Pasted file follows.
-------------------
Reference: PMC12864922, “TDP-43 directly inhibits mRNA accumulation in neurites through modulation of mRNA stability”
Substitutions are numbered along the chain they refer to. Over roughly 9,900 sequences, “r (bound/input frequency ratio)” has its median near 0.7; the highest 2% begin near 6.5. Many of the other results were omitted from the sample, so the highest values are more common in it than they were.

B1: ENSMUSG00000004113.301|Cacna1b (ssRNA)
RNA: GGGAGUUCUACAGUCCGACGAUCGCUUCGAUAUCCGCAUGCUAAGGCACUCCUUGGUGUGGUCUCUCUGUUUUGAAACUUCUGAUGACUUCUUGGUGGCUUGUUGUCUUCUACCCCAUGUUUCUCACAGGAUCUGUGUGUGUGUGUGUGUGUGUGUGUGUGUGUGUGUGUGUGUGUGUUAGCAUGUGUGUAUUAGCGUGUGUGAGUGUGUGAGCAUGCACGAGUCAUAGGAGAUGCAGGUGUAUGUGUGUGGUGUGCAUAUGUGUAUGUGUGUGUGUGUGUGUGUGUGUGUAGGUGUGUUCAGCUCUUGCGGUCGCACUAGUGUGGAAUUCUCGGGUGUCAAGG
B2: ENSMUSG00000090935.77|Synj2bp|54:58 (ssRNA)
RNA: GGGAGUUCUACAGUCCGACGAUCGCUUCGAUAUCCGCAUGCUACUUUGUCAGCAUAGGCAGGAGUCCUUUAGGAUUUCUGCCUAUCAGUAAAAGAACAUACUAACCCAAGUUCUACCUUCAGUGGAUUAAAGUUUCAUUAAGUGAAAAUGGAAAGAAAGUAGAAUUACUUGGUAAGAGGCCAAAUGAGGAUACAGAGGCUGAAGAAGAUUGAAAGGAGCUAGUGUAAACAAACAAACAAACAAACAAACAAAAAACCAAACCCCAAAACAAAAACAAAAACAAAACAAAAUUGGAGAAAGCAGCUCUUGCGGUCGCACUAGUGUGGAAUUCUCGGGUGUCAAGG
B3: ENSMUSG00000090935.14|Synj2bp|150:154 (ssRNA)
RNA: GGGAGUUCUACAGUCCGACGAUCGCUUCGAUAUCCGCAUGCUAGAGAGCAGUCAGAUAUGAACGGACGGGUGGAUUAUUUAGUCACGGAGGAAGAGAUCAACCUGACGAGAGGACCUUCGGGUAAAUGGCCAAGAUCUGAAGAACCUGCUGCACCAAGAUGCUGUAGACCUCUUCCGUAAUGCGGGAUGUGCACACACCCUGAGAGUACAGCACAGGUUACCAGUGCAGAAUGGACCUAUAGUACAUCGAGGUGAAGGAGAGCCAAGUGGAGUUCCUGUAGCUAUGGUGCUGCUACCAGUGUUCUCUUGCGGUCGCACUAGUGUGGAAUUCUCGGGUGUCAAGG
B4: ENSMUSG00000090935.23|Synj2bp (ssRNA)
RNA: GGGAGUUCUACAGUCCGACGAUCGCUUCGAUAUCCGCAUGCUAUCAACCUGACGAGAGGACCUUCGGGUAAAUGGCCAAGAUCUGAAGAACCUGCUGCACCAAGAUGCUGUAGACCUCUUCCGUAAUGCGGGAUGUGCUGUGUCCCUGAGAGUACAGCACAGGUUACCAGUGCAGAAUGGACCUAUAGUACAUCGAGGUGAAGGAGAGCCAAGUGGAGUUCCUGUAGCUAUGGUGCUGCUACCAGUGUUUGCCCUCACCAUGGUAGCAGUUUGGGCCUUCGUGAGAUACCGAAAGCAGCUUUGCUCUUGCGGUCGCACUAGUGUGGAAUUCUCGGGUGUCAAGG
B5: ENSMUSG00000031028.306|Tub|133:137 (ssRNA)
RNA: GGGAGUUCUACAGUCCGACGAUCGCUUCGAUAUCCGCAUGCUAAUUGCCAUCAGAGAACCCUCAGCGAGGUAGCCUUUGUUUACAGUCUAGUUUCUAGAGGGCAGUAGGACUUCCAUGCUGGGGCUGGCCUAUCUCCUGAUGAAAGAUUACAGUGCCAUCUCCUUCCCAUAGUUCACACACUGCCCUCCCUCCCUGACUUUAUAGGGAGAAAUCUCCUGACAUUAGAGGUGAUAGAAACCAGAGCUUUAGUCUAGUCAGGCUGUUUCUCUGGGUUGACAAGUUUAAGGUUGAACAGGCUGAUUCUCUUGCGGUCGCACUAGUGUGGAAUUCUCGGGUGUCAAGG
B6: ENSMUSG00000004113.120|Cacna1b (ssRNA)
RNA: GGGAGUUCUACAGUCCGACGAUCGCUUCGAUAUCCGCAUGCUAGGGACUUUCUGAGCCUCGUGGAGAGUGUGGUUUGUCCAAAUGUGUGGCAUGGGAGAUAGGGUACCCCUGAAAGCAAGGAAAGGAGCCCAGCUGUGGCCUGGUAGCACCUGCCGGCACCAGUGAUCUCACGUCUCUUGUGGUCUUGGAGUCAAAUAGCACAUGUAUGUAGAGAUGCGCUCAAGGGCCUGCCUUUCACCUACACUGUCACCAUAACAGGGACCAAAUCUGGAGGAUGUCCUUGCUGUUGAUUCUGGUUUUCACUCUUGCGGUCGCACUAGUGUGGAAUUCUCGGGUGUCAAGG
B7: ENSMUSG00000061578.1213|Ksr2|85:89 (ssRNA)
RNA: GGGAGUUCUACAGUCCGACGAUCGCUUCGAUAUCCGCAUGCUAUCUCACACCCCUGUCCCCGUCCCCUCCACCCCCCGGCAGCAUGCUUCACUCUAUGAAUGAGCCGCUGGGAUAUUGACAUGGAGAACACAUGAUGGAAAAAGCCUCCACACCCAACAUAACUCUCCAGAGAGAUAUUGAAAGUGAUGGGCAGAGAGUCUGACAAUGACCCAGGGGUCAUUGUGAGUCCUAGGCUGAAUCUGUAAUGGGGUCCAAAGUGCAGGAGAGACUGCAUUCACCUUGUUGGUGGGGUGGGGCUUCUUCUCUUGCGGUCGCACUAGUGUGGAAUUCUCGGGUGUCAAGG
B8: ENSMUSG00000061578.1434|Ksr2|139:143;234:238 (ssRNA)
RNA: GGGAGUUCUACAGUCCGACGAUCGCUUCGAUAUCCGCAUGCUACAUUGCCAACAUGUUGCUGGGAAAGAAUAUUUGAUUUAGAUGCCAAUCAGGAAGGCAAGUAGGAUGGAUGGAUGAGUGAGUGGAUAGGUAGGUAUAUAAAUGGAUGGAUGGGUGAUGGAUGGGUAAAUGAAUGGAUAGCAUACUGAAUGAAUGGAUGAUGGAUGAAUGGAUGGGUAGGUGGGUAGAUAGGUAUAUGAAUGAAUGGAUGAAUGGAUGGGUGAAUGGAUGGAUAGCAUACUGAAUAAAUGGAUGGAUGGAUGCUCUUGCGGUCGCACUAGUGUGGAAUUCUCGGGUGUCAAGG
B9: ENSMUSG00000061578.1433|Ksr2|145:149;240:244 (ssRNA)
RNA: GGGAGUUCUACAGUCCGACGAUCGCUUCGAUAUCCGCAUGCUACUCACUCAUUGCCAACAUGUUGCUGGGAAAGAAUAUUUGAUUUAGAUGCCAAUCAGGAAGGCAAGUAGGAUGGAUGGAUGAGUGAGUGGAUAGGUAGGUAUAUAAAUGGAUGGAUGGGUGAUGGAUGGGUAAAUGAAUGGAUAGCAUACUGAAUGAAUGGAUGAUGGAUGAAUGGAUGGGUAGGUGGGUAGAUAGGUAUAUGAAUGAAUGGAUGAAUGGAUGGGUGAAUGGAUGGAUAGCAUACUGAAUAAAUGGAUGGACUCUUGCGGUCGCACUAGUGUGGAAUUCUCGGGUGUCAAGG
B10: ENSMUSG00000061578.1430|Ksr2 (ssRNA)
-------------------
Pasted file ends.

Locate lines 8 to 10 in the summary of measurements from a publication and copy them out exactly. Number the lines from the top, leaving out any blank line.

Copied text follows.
RNA: GGGAGUUCUACAGUCCGACGAUCGCUUCGAUAUCCGCAUGCUAGAGAGCAGUCAGAUAUGAACGGACGGGUGGAUUAUUUAGUCACGGAGGAAGAGAUCAACCUGACGAGAGGACCUUCGGGUAAAUGGCCAAGAUCUGAAGAACCUGCUGCACCAAGAUGCUGUAGACCUCUUCCGUAAUGCGGGAUGUGCACACACCCUGAGAGUACAGCACAGGUUACCAGUGCAGAAUGGACCUAUAGUACAUCGAGGUGAAGGAGAGCCAAGUGGAGUUCCUGUAGCUAUGGUGCUGCUACCAGUGUUCUCUUGCGGUCGCACUAGUGUGGAAUUCUCGGGUGUCAAGG
B4: ENSMUSG00000090935.23|Synj2bp (ssRNA)
RNA: GGGAGUUCUACAGUCCGACGAUCGCUUCGAUAUCCGCAUGCUAUCAACCUGACGAGAGGACCUUCGGGUAAAUGGCCAAGAUCUGAAGAACCUGCUGCACCAAGAUGCUGUAGACCUCUUCCGUAAUGCGGGAUGUGCUGUGUCCCUGAGAGUACAGCACAGGUUACCAGUGCAGAAUGGACCUAUAGUACAUCGAGGUGAAGGAGAGCCAAGUGGAGUUCCUGUAGCUAUGGUGCUGCUACCAGUGUUUGCCCUCACCAUGGUAGCAGUUUGGGCCUUCGUGAGAUACCGAAAGCAGCUUUGCUCUUGCGGUCGCACUAGUGUGGAAUUCUCGGGUGUCAAGG